Saturday, July 4, 2009

I ran the 2009 Sauvie Island Marathon and all I got was pain.

These dramatic bottom and top views of my fresh new blood blister are only the first entries in the cavalcade of pain that was my experience of today's Sauvie Island Marathon, which I completed in a time of 3:26:06 (7:52 min/mi pace).

The cavalcade's second and most loathsome entry is how this is precisely five minutes, seven seconds slower than I wanted, and number three would be today's proximate cause of the failure -- an emerging classic on this precious, precious blog -- cramps. Cramps took my left calf out of the effort somewhere in mile 19, converting those last 7 miles into a mix of futility, physical pain, and the emotional distress associated with the growing recognition that I would not reach my goal. There was also no small emotional distress from the recognition that mile 19 through 26.2 of a hot-day marathon is a terrible time to try to improvise a fast running stride that doesn't require the left calf.

Number four is a top candidate for secondary cause -- the sun. This is a flat marathon, but also a very sun-exposed one, and today in Portland has been hot, cloudless, and bright since sunrise -- I can assure you this is so, as I watched it ascend over the fields of Sauvie Island not long before the race began, and felt it drain me for several hours thereafter.

Suffice to say that for all the preparation and training I poured into this particular marathon, I did not fully account for the sun and heat. I'm not sure how I could have done so since the sun rarely shows itself prior to right about this time of year, and these last few days have been the year's hottest.

If that sounds like an excuse, please know that I make no excuse. I failed.

Sigh. The outcomes weren't all bad, I suppose. For starters, I came home with a medal and a commemorative bib:

I don't feel good about my result, but I cannot fault my effort. I tried very hard, and even over those last miles, when cramping was becoming more frequent and I realized the goal was receding from my grasp, I did not give up. I continued to run, hobble, and should it have been necessary, crawl forward, and do so with as much speed as I could muster. I worked to convince myself that maybe, just maybe, my timekeeping was off and that I still could make my goal -- delusions have their momentary purposes. Even as I rounded that last corner and saw the official clock with its bleak readout, I continued with maximum effort to the last inch.

My thanks go out to the many volunteers who lined the course with offerings of water and foul-tasting but effective nutritional booster pastes, who thus endured the same unremitting sun as we runners did without even the chance at "the thrill of victory."

To the race organizers: thank you for putting this together, and for giving out non-white event shirts. Brown! I love it! That the shirts sold out should give you a clarion signal that "unconventional" t-shirt colors are a good and welcome thing. How about orange next year? Perhaps a nice shade of yellow? There are many shades of green and blue unexplored in this connection. Also, purple is so underrated.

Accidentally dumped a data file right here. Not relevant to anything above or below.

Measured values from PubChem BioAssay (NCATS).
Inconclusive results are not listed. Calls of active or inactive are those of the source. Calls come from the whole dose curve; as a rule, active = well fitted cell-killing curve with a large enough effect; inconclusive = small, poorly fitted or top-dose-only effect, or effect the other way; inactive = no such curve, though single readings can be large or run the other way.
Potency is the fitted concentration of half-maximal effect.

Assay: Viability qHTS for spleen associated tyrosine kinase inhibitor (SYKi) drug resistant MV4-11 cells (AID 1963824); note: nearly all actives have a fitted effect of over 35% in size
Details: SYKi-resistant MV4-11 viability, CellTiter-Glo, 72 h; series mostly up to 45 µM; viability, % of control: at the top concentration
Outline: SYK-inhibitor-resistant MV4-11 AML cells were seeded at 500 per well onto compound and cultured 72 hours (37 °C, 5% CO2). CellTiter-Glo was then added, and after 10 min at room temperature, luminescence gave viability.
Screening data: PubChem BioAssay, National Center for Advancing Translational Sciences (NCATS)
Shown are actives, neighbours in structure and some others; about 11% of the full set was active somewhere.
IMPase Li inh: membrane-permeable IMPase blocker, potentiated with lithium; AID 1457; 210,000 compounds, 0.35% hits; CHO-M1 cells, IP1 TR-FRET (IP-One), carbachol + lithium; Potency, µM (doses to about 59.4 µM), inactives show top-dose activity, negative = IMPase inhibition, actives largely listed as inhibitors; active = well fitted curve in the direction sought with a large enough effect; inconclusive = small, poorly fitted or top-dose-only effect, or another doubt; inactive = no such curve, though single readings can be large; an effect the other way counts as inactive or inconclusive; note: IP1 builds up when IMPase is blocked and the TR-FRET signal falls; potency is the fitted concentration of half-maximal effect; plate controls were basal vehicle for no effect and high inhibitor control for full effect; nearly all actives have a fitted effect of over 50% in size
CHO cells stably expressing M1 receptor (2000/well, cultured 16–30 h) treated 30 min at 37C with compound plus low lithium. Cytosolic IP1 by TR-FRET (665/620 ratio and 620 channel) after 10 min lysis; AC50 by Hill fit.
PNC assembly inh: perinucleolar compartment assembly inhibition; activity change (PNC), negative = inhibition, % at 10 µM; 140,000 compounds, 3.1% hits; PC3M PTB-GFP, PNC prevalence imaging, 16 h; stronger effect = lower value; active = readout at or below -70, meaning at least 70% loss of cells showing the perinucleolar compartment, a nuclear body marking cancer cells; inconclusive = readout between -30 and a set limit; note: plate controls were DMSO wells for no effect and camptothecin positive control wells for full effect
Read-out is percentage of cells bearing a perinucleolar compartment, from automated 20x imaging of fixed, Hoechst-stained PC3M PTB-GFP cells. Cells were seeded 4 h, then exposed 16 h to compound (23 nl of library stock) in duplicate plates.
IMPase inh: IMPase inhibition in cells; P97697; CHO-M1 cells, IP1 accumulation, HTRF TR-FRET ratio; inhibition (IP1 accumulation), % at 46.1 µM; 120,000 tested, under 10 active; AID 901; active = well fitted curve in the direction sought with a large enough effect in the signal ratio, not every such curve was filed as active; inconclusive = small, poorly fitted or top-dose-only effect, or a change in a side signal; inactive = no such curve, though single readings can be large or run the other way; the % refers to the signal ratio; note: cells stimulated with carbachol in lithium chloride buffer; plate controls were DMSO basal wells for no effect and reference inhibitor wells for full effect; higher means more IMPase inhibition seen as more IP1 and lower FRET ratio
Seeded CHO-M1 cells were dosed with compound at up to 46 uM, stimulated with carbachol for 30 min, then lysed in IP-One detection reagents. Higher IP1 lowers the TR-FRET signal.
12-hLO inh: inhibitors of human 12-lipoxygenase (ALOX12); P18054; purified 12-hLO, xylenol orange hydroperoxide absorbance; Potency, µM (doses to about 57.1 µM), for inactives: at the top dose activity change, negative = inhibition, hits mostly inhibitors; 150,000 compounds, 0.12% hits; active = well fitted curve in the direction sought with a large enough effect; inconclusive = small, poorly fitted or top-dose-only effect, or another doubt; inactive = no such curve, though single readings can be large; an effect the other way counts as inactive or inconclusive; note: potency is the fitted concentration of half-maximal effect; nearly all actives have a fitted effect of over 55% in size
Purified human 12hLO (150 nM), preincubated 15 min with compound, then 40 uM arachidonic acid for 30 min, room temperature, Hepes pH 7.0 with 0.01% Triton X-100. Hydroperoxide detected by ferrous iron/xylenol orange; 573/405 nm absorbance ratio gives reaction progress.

I offer thanks also to the people who live and work on Sauvie Island, who so patiently endured the traffic hassles and overall strain of ~2000 runners and hundreds more volunteers, spectators, and hangers-on.

Last but not least, to the woman who offered passing runners a spray from her hose as we passed along Sauvie Island Road around mile 16 or so: you are like a new grandmother to me and I love you.


Zennalathas said...

Those pictures have convinced me to never run anywhere ever again...

Anonymous said...

Well, I don't think I am old enough to be your Grandmother (still under fifty)but you are more than welcome for the spray from my hose.

Dale said...

Anon, you make a good and fair point. As I remember it, hazily as I do, I don't have a clear idea of how old or young you looked. I was rather busy cultivating a blister and working up a fabulous cramp.

My apologies for overstating things where I had no business doing so.

At *my* age, I should know better than to make confident declarations about women's ages unless I'm looking directly at their official ID papers -- and have a darn good reason to be making the declarations (and looking at the papers).

All that aside, above all, and quite seriously and sincerely -- thank you!

Anonymous said...

Your more than welcome. If the route comes by my lavender farm next year - I'll be there with my hose.

Anonymous said...

I also ran it this year and I think the biggest problem (other than the heat, which we unfortunately cannot control) was the stupid 300m of loose gravel road with a sharp turnaround...I think that slowed a lot of people down. hope you've healed by now

Dale said...

Anon, good point. I do recall a bit of a gravel-related worry added to the day's miseries. It wasn't my top-ranking concern, but yes, I do agree with you -- gravel is not good, especially when you're already so shaky and exhausted from the overall effort.